Vintage Miss Dior by Christian Dior is a fragrance loved by men and women alike. I finally understood why when I went back in time to try a 1950s/60s eau de toilette version. It was extremely different than the Miss Dior eau de toilettes that I’d tried in passing during the 1980s and 1990s. What an absolute stunner! It was a highly sophisticated, unisex, floral, smoky cuir de russie leather on me as much as a floral chypre
Oddly, however, when doing a comparative review with the same era cologne concentration, I had a dramatically different experience.
I cannot explain why the 1950s/60s Miss Dior cologne was so different in scent and performance to the same-era eau de toilette. Counterfeit fragrances were uncommon in the 1950s/1960s, the era of the houndstooth black-and-white bottles that I own. Further, the vintage cologne had the definite DNA of the vintage Miss Dior eau de toilette: the aldehydes, citrus, vetiver, and oakmoss. But what stunned me so much about the latter was its gorgeous floral leather aspect, its lush gardenia over cuir de russie style leather, its castoreum style muskiness replete with ambered goodness.
Little to none of that was in the vintage cologne. I don’t think my bottle was off because nothing smelled rancid; it was simply that much of the middle and bottom tier notes were missing. Not the oakmoss, however, which remained in the cologne. It’s not a material that someone could easily counterfeit in the 2020 era, so my guess is that the cologne concentration simply does not fare well with my particular skin chemistry. In fact, my skin tends to eat through cologne concentrations from any age, including modern ones. It’s the only possible explanation I can come up with.
Let’s start with Miss Dior’s notes:
Aldehydes, Galbanum, Clary Sage, Gardenia, Bergamot, Narcissus, Iris, Carnation, Orris, Muguet, Jasmine, Rose, Neroli, Oakmoss, Leather, Vetiver, Patchouli, Labdanum, Sandalwood & Amber.
Men, don’t be misled by how many florals are on this list.
So, what does the glorious, gorgeous, fully unisex vintage Miss Dior EDT smell like? My detailed review:
(Review THREAD) 1. Vtg #MissDior, a legend loved by men & women alike.
Truly STUNNING #scent in its old/oldest form, 50s/60s, far more so than the 80s & 90s ones I tried.
Highly sophisticated, unisex, floral, smoky cuir de russie leather on me as much as a chypre – JOY!
— Kafkaesque (@Kafkaesque_Blog) January 2, 2022
Now, the hugely disappointing vintage Miss Dior cologne:
1. Wholly unimpressed by the vtg cologne version of Miss Dior during my first test. SO terribly different to the stunning EDT from the same era. So flat, two-dimensional, limited in range of notes. So I'm testing it a 2nd time on a diff. arm to double check but Meh so far. https://t.co/FMRy2epvSv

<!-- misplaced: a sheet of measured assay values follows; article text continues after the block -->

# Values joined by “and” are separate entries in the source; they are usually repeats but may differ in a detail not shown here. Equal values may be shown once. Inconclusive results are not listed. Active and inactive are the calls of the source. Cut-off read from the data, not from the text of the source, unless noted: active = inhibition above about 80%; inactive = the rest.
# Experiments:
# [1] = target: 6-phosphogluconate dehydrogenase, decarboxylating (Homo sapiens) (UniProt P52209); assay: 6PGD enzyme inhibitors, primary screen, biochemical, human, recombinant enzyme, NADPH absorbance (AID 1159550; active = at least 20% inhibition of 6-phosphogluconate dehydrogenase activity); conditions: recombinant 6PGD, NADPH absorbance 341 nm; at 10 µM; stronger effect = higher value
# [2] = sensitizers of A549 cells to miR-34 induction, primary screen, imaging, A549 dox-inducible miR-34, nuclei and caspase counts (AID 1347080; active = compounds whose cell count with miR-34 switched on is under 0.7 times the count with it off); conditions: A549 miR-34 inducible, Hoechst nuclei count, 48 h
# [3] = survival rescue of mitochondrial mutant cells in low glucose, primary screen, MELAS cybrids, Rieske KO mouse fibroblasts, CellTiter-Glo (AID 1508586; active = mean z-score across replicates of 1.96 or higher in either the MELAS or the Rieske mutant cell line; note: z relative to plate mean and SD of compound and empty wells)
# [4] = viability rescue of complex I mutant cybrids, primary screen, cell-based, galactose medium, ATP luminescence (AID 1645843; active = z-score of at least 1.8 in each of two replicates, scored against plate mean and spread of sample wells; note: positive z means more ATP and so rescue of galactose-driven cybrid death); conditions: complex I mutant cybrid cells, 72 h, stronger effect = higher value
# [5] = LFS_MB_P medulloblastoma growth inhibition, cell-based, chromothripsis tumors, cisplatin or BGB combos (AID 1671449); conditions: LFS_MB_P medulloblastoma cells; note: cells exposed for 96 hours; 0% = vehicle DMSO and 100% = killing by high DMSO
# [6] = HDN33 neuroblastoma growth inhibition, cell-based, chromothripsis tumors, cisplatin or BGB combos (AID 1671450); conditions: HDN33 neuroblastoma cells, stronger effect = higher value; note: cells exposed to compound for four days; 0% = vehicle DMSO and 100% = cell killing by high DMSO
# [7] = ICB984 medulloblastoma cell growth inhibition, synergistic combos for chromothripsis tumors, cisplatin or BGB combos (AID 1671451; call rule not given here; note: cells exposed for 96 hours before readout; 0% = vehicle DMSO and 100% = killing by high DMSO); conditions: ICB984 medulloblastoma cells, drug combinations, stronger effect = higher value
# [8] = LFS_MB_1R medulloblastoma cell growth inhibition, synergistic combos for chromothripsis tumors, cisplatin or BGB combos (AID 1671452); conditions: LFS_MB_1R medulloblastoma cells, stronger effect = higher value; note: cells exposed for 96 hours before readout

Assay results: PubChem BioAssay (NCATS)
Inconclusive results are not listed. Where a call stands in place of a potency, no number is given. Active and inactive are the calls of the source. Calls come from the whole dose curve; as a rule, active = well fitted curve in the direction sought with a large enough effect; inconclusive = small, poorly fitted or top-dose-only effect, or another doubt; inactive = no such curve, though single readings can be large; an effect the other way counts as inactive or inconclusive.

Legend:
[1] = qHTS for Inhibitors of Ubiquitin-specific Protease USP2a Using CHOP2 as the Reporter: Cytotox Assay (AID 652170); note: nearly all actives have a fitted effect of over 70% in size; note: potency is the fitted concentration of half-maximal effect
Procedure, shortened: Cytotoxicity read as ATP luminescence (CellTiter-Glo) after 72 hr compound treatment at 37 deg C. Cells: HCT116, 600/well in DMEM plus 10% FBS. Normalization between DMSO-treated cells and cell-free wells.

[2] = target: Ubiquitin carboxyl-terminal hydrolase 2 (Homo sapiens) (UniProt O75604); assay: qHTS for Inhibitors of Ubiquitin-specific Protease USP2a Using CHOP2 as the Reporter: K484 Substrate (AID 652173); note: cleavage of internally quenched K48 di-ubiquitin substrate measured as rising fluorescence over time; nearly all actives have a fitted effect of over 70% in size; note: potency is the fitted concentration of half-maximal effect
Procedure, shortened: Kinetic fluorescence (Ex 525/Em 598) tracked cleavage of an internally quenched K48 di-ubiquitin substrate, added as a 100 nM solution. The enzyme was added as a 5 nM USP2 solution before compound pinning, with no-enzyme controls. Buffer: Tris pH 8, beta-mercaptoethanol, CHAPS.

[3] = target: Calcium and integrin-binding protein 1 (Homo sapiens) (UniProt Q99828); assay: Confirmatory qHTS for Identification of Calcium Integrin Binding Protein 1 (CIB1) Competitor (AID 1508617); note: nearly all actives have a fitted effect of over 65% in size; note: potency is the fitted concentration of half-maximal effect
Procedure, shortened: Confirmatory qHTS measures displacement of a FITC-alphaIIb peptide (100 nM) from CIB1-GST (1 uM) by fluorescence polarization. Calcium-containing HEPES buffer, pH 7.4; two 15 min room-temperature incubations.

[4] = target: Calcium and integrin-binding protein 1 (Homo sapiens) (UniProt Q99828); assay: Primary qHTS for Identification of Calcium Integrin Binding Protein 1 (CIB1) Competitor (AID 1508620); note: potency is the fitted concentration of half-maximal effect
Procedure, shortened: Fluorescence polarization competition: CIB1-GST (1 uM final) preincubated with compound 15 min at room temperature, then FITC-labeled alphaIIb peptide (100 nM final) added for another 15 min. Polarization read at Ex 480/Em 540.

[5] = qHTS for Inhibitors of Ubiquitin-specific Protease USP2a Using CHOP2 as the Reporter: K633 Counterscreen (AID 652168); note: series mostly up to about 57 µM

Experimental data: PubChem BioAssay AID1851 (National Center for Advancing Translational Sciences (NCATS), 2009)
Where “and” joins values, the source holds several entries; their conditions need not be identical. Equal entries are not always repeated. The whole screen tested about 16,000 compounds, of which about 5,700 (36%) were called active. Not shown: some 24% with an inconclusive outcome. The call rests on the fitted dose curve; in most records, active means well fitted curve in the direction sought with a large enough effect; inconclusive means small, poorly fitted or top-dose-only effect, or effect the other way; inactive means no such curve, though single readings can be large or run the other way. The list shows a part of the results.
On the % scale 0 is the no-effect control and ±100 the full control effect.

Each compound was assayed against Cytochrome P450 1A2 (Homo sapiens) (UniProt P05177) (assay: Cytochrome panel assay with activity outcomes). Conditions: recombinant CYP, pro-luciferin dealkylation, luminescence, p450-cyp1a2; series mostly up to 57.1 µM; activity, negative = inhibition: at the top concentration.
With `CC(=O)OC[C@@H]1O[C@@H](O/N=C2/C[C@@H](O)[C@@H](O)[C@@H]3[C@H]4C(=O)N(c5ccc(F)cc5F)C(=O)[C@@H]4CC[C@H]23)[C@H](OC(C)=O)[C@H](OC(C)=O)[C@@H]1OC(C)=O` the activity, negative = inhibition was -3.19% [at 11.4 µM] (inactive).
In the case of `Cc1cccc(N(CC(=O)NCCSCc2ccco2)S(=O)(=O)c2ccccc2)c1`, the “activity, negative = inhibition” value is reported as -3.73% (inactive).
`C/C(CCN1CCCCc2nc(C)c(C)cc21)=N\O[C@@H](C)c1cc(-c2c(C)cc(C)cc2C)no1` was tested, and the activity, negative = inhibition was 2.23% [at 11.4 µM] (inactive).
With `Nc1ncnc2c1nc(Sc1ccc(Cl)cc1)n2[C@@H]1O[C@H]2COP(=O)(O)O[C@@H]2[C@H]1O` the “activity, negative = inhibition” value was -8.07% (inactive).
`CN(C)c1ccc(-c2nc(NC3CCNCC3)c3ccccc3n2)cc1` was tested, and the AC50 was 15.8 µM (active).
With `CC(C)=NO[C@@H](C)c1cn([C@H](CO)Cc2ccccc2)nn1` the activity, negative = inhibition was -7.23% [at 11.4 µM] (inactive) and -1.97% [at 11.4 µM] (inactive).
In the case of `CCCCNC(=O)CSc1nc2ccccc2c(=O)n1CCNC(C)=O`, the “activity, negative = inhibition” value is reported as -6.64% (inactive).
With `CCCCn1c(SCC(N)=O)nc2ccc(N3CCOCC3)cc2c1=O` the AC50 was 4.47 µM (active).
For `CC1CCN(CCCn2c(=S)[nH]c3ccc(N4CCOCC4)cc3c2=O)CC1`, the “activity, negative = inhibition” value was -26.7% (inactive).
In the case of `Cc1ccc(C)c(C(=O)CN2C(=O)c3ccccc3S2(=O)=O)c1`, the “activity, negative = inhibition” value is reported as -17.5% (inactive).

— Kafkaesque (@Kafkaesque_Blog) January 4, 2022
A few final points that I either mentioned in passing or elsewhere on Twitter. First, I purchased by 80% full 4 oz, 120 ml vintage Miss Dior eau de toilette for an incredible bargain price of $18.99, excluding shipping. The smaller 2 oz EDC was more expensive but not by much. If I recall correctly, it was somewhere around $22. However, many vintage Miss Dior EDT bottles go for more than I paid, especially when they’re a full 4 oz. Yet, even then, they are a bargain by modern pricing standards. One Twitter follower said he paid roughly $65 for his full 4oz vintage EDT.
Second, a few people had difficulty using my Twitter link within the thread to a site that helps you identify vintage Miss Dior bottles, so let me post to it here to avoid any trouble: Christian Dior Perfume Bottles. Per that site, the houndstooth-marked Miss Dior bottles were first released in the 1950s. Keep in mind that Miss Dior was launched in 1947, so the houndstooth bottles are what I would tell you to look for because they are most likely to have the original formulation. I’ve heard, however, that the bottles with the white caps from the 1970s aren’t bad, either.
Third, I want to emphasize again that the vintage Miss Dior eau de toilette is fully unisex. In fact, in terms of my personal acquaintances, I know more men who wear it than women. I believe that’s because it has a strong leather or floral cuir de russie aspect in addition to being a chypre with lots of pre-IFRA/EU oakmoss.
Lastly, I would recommend looking for an eau de toilette over the eau de cologne. It’s not related to my trouble, per se, but simply more of a general rule that eau de toilettes will always be richer, fuller, and last longer, not to mention perform better in sillage and potentially have a higher concentration of raw materials than a cologne concentration. The latter always has the thinnest, lightest, and shortest-lived formula. (Obviously, a vintage pure parfum would be the best of all, but those are expensive on eBay and I’m trying to recommend something that could work with more people’s budgets.)
Have a great day and, if my reviews interested you, happy hunting!